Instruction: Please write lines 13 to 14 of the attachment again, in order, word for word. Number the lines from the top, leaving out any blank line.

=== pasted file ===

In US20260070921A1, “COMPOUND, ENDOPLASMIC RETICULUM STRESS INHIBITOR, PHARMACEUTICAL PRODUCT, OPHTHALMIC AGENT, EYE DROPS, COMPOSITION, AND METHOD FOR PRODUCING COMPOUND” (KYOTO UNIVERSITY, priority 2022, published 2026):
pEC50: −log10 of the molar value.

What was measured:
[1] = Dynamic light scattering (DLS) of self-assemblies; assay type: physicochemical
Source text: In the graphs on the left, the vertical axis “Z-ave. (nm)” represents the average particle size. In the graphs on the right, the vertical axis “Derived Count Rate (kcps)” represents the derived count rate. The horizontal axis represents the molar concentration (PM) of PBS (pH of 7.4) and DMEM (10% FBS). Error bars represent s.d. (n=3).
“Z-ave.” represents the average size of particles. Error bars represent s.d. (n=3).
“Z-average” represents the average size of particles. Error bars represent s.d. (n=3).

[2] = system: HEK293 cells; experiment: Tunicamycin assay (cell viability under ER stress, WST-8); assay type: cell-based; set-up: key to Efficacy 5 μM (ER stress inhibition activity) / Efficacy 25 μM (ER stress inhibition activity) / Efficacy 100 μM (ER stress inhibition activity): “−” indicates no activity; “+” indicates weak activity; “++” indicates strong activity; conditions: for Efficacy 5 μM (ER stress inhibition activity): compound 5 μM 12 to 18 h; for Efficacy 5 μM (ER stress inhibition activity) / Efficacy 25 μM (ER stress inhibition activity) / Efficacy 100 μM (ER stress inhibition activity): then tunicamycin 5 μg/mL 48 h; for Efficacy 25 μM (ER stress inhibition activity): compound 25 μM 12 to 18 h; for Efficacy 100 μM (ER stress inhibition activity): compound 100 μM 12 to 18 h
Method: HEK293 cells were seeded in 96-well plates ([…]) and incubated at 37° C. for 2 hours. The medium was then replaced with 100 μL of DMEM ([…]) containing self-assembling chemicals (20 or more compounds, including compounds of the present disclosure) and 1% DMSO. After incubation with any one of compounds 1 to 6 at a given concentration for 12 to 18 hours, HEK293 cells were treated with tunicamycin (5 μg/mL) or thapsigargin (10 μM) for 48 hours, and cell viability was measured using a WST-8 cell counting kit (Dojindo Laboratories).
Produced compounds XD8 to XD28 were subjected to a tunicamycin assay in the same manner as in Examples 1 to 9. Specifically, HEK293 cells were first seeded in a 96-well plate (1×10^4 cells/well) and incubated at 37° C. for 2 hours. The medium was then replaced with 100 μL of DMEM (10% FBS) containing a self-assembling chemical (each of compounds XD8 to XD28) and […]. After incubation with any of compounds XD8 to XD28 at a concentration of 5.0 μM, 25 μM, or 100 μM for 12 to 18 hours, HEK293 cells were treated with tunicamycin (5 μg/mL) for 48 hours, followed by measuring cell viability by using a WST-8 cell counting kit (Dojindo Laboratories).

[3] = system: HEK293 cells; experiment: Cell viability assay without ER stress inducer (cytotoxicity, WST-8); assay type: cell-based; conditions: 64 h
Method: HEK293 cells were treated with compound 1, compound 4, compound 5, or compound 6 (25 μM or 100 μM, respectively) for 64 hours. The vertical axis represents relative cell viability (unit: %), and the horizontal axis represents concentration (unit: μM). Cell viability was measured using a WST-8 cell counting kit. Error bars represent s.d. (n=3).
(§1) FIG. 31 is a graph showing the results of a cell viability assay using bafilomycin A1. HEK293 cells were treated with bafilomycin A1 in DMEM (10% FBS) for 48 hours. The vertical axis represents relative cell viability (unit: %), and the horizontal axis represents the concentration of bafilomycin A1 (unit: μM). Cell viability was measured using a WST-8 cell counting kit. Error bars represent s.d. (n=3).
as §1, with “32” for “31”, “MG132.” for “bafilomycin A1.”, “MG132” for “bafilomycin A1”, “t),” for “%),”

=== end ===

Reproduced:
(§1) FIG. 31 is a graph showing the results of a cell viability assay using bafilomycin A1. HEK293 cells were treated with bafilomycin A1 in DMEM (10% FBS) for 48 hours. The vertical axis represents relative cell viability (unit: %), and the horizontal axis represents the concentration of bafilomycin A1 (unit: μM). Cell viability was measured using a WST-8 cell counting kit. Error bars represent s.d. (n=3).
as §1, with “32” for “31”, “MG132.” for “bafilomycin A1.”, “MG132” for “bafilomycin A1”, “t),” for “%),”